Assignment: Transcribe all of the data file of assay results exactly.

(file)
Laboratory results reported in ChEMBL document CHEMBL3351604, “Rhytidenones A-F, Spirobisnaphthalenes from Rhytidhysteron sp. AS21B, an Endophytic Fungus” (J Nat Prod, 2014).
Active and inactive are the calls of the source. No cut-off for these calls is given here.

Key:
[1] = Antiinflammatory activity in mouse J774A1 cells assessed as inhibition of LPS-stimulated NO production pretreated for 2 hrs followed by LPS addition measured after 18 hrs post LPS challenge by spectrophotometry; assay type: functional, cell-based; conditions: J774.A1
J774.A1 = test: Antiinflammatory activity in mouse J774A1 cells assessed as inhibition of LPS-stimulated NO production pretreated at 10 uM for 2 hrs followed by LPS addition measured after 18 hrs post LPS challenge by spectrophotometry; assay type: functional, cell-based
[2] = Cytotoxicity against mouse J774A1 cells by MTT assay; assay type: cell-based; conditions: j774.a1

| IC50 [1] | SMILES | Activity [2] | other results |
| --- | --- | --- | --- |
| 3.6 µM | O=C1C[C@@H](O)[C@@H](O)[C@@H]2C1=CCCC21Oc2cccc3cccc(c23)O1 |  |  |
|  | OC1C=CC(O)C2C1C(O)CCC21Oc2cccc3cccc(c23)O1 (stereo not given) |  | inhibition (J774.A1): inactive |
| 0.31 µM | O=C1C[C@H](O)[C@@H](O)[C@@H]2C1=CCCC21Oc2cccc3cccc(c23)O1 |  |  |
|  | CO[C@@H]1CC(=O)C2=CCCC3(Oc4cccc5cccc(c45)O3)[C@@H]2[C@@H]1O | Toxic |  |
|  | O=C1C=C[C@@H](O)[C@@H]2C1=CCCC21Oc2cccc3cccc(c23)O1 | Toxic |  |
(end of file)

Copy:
Laboratory results reported in ChEMBL document CHEMBL3351604, “Rhytidenones A-F, Spirobisnaphthalenes from Rhytidhysteron sp. AS21B, an Endophytic Fungus” (J Nat Prod, 2014).
Active and inactive are the calls of the source. No cut-off for these calls is given here.

Key:
[1] = Antiinflammatory activity in mouse J774A1 cells assessed as inhibition of LPS-stimulated NO production pretreated for 2 hrs followed by LPS addition measured after 18 hrs post LPS challenge by spectrophotometry; assay type: functional, cell-based; conditions: J774.A1
J774.A1 = test: Antiinflammatory activity in mouse J774A1 cells assessed as inhibition of LPS-stimulated NO production pretreated at 10 uM for 2 hrs followed by LPS addition measured after 18 hrs post LPS challenge by spectrophotometry; assay type: functional, cell-based
[2] = Cytotoxicity against mouse J774A1 cells by MTT assay; assay type: cell-based; conditions: j774.a1

| IC50 [1] | SMILES | Activity [2] | other results |
| --- | --- | --- | --- |
| 3.6 µM | O=C1C[C@@H](O)[C@@H](O)[C@@H]2C1=CCCC21Oc2cccc3cccc(c23)O1 |  |  |
|  | OC1C=CC(O)C2C1C(O)CCC21Oc2cccc3cccc(c23)O1 (stereo not given) |  | inhibition (J774.A1): inactive |
| 0.31 µM | O=C1C[C@H](O)[C@@H](O)[C@@H]2C1=CCCC21Oc2cccc3cccc(c23)O1 |  |  |
|  | CO[C@@H]1CC(=O)C2=CCCC3(Oc4cccc5cccc(c45)O3)[C@@H]2[C@@H]1O | Toxic |  |
|  | O=C1C=C[C@@H](O)[C@@H]2C1=CCCC21Oc2cccc3cccc(c23)O1 | Toxic |  |